Early Sunday morning, halfway through the long Memorial Day weekend, on the Feast of Pentecost (for those of us who tap our rhythms to beat of the liturgical seasons), a group of over-forty guys (along with a few other good masochists from our running club who don’t fit that demographic) gathered in various states of holiday-weekend recuperation, sleep deprivation and aftermath of the general indulgence that for some accompanies a Saturday night Red Sox walkoff win at Fenway.
The short term goal? Run up gruelingly steep hills, including the full ski slope, at the Derryfield Cross Country Course in Manchester. Then run up them again. And again. Do push ups at the top before you can catch your breath. Weep a little bit. Then run the trails fast. Then hills again. And again. And again. And again. Oh yeah, and again.
The long term goal? Arrive at the starting line at Cannon Mountain this fall ready to run fast all the way to Hampton Beach. Faster than last year, when we lost the men’s supermasters’ division of the race by 20 seconds. Faster than 20 seconds faster. Fast enough to make having gotten up early and grinding out these workouts worthwhile. And if that seems like recursive logic, well it is, and it makes sense, at least to me. Speaking for myself, I train to run fast enough to make the training feel worthwhile to run fast enough to make the training feel worthwhile, on down the road. Besides that? Well, the company is good – you couldn’t ask for a better bunch of folks to get out and run up hills with.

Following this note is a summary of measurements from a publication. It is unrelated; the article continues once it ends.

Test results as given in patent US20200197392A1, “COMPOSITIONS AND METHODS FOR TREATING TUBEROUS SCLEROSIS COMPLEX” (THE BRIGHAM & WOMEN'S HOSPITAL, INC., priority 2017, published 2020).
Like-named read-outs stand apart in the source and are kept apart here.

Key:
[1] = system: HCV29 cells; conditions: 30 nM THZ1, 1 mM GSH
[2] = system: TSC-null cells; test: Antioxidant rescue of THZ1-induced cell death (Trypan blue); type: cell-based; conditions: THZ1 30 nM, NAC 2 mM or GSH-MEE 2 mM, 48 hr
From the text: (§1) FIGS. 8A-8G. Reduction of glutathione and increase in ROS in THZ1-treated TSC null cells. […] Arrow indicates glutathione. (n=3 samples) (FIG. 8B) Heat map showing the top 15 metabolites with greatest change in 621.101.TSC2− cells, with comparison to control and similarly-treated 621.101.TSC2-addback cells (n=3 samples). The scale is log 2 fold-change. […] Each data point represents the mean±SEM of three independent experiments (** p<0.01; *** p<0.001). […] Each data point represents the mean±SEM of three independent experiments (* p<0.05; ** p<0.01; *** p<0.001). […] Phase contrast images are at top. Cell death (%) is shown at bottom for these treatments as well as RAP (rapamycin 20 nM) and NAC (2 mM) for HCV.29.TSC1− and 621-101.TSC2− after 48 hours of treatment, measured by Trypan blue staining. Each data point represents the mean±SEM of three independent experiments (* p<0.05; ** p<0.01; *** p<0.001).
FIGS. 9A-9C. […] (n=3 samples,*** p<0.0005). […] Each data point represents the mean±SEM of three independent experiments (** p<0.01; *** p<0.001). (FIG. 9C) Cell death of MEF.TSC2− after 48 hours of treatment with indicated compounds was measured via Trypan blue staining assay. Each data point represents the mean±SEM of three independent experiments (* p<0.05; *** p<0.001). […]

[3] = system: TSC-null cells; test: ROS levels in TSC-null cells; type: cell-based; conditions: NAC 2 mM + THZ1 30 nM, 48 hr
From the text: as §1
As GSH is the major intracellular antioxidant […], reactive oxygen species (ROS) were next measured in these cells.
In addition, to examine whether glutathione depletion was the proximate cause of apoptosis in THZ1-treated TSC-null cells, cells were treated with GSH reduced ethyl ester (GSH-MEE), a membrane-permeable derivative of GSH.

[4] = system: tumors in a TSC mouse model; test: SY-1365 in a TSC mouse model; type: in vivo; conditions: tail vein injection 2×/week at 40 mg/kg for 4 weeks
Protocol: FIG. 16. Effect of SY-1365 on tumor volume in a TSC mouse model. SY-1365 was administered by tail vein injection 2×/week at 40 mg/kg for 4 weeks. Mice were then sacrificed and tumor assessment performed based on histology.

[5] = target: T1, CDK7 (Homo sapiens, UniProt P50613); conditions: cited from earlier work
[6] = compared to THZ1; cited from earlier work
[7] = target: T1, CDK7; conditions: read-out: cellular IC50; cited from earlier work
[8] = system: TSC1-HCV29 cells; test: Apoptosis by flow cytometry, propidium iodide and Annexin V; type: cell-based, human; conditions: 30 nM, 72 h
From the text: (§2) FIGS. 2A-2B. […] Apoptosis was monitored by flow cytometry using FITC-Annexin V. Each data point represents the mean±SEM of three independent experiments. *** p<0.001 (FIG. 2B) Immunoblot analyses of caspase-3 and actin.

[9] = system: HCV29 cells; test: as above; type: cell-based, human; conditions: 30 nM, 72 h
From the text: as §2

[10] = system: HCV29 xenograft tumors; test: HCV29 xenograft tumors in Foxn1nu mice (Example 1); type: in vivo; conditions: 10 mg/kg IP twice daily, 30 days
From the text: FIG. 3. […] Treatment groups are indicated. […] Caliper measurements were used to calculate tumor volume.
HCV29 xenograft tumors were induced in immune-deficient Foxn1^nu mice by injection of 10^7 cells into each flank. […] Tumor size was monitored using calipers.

After last fall’s race I wrote this:
It’s not the 20 seconds that really counted at the end of it all. It’s not why I ran or why I think any of these guys ran. Sure, we wanted to win, but when you get down to the guts of it … we wanted to chase, to hunt, to be hunted, to hurt, to sacrifice, to strive — not just against the intellectual and emotional mountains that 21st century man climbs every day as he makes his living in front of a screen, at a desk, in an office somewhere as he struggles to be a good steward of the gifts he’s been given, his family, his business, his community — but with muscle and sinew and bone against the very substance of the earth itself. It is an ancient, primordial striving that is, well, the guts of it – and at the same time entirely, wonderfully distinct from the intellectual duties and obligations that mean the difference between success and disaster in “real life.”
Reading it back today, I still like it well enough (though it seems a bit melodramatic here on Memorial Day Weekend, when we’re honoring men and women who’s sacrifice, striving and nobility is infinitely more serious than running races). I think it makes for a decent way to open what I hope will be a great training season’s worth of blog posts.
So here’s to Memorial Day Weekend, to all who’ve sacrificed and striven for their countries. Here’s to family and friends, to colleagues and company on the long run, and to the start of a new training season. Oh, and of course to the other teams of over-40 men who are running in the supermaster’s division this September. We look forward to seeing you there and wish you an injury free, highly productive training season and would have you arrive at the starting line as fast as you’ve ever been ready to run. After all, as the proverb says, “Iron sharpens iron, So one man sharpens another.” Let’s run.